Once you have your foundation in place with your initial research and your coaching certification, it is time to build your coaching career.
If your plan is a job, create a powerful resume, research opportunities, network, ask for informational interviews, apply, prepare for interviews, and plan your job negotiation strategies.
If your plan is to add Coaching into an existing business portfolio, strategize how you will differentiate coaching from other services and plan how you will offer multiple services on one contract too.
Starting a part or full time coaching business involves business planning, budgeting, planning your marketing strategy, setting up your work environment, technology and tools, creating forms and other resources, organizing your work process, and the doing the work to make it happen.
In coaching there are people who believe that once they earn their certification they are done. There are others that realize marketing yourself is part of the process. Common barriers to success in business include a lack of planning, financial limitations, lack of preparedness, fear of failure or fear of success, and hesitation in taking action.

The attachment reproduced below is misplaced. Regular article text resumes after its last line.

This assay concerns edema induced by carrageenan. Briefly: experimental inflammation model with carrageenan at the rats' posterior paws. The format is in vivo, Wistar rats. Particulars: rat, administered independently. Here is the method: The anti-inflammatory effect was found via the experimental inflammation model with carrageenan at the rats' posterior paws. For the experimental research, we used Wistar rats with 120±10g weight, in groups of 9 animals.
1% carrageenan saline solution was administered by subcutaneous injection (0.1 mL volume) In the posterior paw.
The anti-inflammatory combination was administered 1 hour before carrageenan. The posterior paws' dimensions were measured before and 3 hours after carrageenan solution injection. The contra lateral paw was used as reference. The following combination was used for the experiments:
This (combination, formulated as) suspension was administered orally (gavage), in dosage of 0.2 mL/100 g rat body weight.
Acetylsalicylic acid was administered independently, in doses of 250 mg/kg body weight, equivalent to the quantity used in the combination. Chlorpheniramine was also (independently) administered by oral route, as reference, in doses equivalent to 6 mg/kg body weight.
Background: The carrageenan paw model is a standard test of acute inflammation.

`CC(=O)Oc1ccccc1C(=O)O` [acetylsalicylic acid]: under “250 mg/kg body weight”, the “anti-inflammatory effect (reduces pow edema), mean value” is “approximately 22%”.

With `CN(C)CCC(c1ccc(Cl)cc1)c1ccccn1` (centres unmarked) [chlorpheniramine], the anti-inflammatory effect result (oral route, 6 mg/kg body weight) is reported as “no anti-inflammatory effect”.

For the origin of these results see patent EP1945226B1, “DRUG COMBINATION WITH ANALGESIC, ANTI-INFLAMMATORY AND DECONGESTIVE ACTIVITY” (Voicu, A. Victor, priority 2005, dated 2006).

A coaching business requires planning and follow through just as is true with other businesses. The level of planning or length of a business plan will vary based on your knowledge, skills, attitudes, and interest. Some people want a full blown, comprehensive plan. Others are good with a simple outline. Sometimes there is a paralysis by analysis and the planning gets in the way of the doing. Other times a lack of planning contributes to a level of ineffectiveness. Ask yourself:
- How much information is the right amount for you to move forward effectively?
- What is the risk of investing too much time in the research and planning?
- What is the risk of not investing enough time?
Schedule time to research and then schedule time to develop your business plan.